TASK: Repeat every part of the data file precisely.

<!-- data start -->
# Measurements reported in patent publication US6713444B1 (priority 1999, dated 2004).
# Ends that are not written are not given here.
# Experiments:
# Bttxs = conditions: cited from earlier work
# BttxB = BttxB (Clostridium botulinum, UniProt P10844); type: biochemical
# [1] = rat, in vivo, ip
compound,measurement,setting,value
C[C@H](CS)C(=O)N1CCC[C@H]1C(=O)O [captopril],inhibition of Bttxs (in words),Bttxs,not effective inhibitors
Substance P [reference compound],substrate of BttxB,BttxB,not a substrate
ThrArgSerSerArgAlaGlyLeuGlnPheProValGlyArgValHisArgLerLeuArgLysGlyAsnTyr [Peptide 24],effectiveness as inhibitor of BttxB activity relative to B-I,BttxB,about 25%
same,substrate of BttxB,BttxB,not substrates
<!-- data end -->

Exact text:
# Measurements reported in patent publication US6713444B1 (priority 1999, dated 2004).
# Ends that are not written are not given here.
# Experiments:
# Bttxs = conditions: cited from earlier work
# BttxB = BttxB (Clostridium botulinum, UniProt P10844); type: biochemical
# [1] = rat, in vivo, ip
compound,measurement,setting,value
C[C@H](CS)C(=O)N1CCC[C@H]1C(=O)O [captopril],inhibition of Bttxs (in words),Bttxs,not effective inhibitors
Substance P [reference compound],substrate of BttxB,BttxB,not a substrate
ThrArgSerSerArgAlaGlyLeuGlnPheProValGlyArgValHisArgLerLeuArgLysGlyAsnTyr [Peptide 24],effectiveness as inhibitor of BttxB activity relative to B-I,BttxB,about 25%
same,substrate of BttxB,BttxB,not substrates